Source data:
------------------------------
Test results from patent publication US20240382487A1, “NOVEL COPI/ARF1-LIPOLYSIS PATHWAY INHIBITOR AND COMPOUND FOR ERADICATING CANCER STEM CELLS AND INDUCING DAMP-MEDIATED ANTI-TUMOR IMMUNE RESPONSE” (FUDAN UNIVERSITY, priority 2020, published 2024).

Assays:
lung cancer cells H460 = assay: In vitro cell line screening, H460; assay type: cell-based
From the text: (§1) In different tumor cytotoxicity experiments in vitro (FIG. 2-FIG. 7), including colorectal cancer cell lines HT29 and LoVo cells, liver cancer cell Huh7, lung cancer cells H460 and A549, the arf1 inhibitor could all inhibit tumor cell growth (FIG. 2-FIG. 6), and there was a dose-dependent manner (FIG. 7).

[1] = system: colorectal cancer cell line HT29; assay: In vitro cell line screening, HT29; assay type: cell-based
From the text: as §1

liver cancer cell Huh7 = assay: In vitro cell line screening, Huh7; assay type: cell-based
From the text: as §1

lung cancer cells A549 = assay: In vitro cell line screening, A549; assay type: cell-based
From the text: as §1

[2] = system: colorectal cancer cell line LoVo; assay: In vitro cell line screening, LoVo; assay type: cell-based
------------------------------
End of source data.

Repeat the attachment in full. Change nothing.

Test results from patent publication US20240382487A1, “NOVEL COPI/ARF1-LIPOLYSIS PATHWAY INHIBITOR AND COMPOUND FOR ERADICATING CANCER STEM CELLS AND INDUCING DAMP-MEDIATED ANTI-TUMOR IMMUNE RESPONSE” (FUDAN UNIVERSITY, priority 2020, published 2024).

Assays:
lung cancer cells H460 = assay: In vitro cell line screening, H460; assay type: cell-based
From the text: (§1) In different tumor cytotoxicity experiments in vitro (FIG. 2-FIG. 7), including colorectal cancer cell lines HT29 and LoVo cells, liver cancer cell Huh7, lung cancer cells H460 and A549, the arf1 inhibitor could all inhibit tumor cell growth (FIG. 2-FIG. 6), and there was a dose-dependent manner (FIG. 7).

[1] = system: colorectal cancer cell line HT29; assay: In vitro cell line screening, HT29; assay type: cell-based
From the text: as §1

liver cancer cell Huh7 = assay: In vitro cell line screening, Huh7; assay type: cell-based
From the text: as §1

lung cancer cells A549 = assay: In vitro cell line screening, A549; assay type: cell-based
From the text: as §1

[2] = system: colorectal cancer cell line LoVo; assay: In vitro cell line screening, LoVo; assay type: cell-based